U.N. Has Flown More Than $2.9 Billion in Cash to Afghanistan Since the Taliban Seized Power, Diverting U.S. Funds

The United Nations has delivered more than $2.9 billion in cash to Afghanistan since the Taliban seized control, resulting in the flow of U.S. funds to the extremist group, according to a recent government report.

The U.N. deposits the cash into a private Afghan bank and disburses funds to the agency’s aid organizations and nonprofit humanitarian groups. But the money does not stop there, the report found. Some winds up at the central bank of Afghanistan, which is under the control of the Taliban. The group took over the country after the withdrawal of U.S. forces in August 2021.

The report, from the Special Inspector General for Afghanistan Reconstruction, provides the first detailed account of how U.S. cash falls under the control of the Taliban and adds to a growing body of evidence that contributions to the U.N. are not always reaching Afghans in need. It did not specify how much U.S. funding has been channeled to the central bank.

“Most of the money that’s going in cash through the U.N. is ultimately coming from U.S. taxpayers,” John Sopko, the inspector general, said in an interview. “It’s going to a terrorist group. The Taliban are a bunch of terrorists.”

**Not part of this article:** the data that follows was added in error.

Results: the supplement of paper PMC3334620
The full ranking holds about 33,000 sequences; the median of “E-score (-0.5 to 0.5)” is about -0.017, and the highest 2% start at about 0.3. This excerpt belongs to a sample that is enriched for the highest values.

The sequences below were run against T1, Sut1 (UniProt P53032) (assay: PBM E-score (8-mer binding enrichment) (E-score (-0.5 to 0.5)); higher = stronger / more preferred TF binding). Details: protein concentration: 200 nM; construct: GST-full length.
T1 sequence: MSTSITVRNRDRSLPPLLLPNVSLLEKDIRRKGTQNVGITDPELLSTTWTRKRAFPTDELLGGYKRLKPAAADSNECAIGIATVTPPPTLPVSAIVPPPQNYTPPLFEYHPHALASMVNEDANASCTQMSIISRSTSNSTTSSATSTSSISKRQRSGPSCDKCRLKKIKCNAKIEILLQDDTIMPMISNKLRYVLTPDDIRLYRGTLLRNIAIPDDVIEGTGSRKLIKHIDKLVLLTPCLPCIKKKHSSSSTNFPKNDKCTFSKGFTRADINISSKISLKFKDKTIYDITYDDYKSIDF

U.N. officials do not deny that the cash delivered to Afghanistan makes its way to the central bank. But they say there is no avoiding it since the Taliban control the country.

U.N. Has Flown More Than $2.9 Billion in Cash to Afghanistan Since the Taliban Seized Power, Diverting U.S. Funds 1

A tweet from the Afghan central bank claims to show photos of humanitarian funds being unloaded at Kabul airport.


Credit:
Via X

In a briefing to the U.N. Security Council on March 6, Roza Otunbayeva, the U.N.’s special representative for Afghanistan, did not mention the Afghan central bank. The cash shipments, she said, have helped stabilize the economy and deliver desperately needed medical care and food to Afghans. The shipments have “injected liquidity to the local economy that has in large part allowed the private sector to continue to function and averted a fiscal crisis,” Otunbayeva told council members.

In a letter provided in response to the inspector general’s report, the State Department said the U.N. was responsible for managing the cash transfer program.